Dungeons & Dragons players should never worry about how bizarre their games get, because even official adventures have a tendency to end in some very weird places. Dungeons & Dragons has changed a lot over its 45 year history, from player classes to game mechanics to the very worlds that players explore in their campaigns. One thing that hasn't changed about the game is how sessions tend to mix deadly serious moments with weird and hilarious elements. For instance, Dungeons & Dragons first-ever series of campaign modules ended with a trek into the Abyss to face a demon lord on her giant steam-powered spider ship.
Back in 1978, the original maker of Dungeons & Dragons released a series of adventure modules originally used in competitive play. These modules featured players storming their way through various giant strongholds before pursuing their drow masters into the Underdark back to their underground series. The first three parts of the campaign, collectively known as Against the Giants, were your typical "storm the castle" style adventures, with players trying to survive against waves of giants and their hirelings. The next three parts were more exploratory in nature, with players choosing a route through the Underdark and interacting with various underground inhabitants as they kept pace with the drow who were raising trouble for the surface route.
The climax of this adventure series was Queen of the Demonweb Pits, which featured the players confronting the true mastermind behind all of their recent troubles - the demon lord Lolth. Instead of fighting Lolth on a giant spider-web or a classic monster lair, players instead confronted her on her personal vessel - a giant mechanical spider that marched its way through a desert plain of the Abyss. The spider ship seemed to be heavily inspired by the likes of Star Trek, as it even had a bridge with multiple stations and consoles. It also had a wepaons control room (for the spider ship's mandible) and a full engine room with turbines and boilers.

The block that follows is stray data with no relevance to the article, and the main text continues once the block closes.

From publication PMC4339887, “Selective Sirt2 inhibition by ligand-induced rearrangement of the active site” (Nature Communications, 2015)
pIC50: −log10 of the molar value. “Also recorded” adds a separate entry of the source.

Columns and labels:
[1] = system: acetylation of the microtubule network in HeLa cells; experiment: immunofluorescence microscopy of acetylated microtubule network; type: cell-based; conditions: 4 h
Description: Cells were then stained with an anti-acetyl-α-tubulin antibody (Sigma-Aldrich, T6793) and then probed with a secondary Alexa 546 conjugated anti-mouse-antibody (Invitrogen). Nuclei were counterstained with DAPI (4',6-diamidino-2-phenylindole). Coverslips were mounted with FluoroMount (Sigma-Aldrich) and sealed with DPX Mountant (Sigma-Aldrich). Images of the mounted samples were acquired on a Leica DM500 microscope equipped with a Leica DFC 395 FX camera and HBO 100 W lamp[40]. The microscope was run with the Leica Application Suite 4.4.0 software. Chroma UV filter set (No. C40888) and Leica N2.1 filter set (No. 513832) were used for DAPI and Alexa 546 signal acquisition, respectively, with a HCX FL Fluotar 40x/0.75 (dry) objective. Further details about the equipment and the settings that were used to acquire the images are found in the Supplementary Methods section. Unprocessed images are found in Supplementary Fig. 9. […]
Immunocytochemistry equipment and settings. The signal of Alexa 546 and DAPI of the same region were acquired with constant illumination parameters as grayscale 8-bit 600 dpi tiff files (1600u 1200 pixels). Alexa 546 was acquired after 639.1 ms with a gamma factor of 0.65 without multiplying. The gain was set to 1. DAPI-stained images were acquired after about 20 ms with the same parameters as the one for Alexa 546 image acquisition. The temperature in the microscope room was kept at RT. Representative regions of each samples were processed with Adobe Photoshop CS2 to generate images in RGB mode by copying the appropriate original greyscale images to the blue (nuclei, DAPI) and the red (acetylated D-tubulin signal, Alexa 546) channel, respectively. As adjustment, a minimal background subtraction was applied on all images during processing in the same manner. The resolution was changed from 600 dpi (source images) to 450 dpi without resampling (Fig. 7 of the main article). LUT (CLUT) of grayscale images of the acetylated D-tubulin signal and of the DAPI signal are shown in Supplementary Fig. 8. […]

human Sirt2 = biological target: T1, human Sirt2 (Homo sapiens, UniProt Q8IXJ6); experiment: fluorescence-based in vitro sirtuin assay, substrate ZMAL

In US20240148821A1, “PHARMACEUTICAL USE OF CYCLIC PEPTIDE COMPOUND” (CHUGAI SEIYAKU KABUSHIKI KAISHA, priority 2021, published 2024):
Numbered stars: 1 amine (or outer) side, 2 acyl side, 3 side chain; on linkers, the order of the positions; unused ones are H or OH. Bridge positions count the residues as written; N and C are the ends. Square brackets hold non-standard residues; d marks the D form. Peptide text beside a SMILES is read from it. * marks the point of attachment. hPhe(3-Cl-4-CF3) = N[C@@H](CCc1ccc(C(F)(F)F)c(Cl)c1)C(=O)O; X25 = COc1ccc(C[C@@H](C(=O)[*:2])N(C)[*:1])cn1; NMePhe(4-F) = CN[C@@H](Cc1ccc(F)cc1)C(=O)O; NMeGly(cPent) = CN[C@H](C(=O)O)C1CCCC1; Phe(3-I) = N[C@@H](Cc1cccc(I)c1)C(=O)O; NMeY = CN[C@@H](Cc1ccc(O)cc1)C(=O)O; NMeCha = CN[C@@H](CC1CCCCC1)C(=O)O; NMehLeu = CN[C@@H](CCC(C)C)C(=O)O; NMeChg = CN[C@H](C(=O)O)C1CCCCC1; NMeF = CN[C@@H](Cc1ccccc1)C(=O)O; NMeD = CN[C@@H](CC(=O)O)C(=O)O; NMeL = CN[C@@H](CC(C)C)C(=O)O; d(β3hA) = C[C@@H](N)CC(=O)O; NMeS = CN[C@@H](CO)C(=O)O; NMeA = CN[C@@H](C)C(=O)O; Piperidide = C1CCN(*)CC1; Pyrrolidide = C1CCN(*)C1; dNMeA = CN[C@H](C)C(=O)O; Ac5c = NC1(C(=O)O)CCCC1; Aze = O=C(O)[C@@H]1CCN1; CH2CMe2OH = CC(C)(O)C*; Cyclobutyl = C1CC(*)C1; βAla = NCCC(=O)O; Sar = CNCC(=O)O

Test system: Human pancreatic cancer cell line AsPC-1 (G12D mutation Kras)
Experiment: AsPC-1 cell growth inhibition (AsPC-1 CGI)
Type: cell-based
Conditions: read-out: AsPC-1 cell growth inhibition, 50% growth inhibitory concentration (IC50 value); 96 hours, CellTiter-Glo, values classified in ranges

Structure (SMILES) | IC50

Even Lolth had her issues in the adventure module. Lolth herself had only 66 hit points and could be killed in a single round if a DM didn't know how to use her. On the other hand, if players used her full abilities, she could easily rip her way through the players without too much trouble. Lolth also kept multiple dragons, giants, and other monsters on hand, most of which had no other purpose on the ship then to harass would-be adventurers when they walked into different rooms.
For an adventure that featured a traditional romp against giants and dark elves, ending the campaign on a set piece from Wild Wild West seemed strange, even back in 1980 when Queen of the Demonweb Pits was released, two years after the other adventures. The reason for the dissonance between the finale and the rest of the adventure was simple - TSR asked writer David Sutherland III to take over design of the module from Gary Gygax, who had written the rest of the series. Sutherland apparently convinced TSR executives to give him the module after showing them a pattern for the Demonweb map, which he had taken off a hand towel.
While Queen of the Demonweb Pits has received a mixed reception from D&D players over the years, it shows that there's really no right or wrong way to end a D&D campaign. If you feel that your story calls for a giant steam-powered spider ship, use it and don't worry too much about whether it meshes well with the other elements of your D&D world.
What's the strangest place your Dungeons & Dragons campaign has gone? Let us know in the comment section or find me on Twitter at @CHofferCBus to talk all things D&D!
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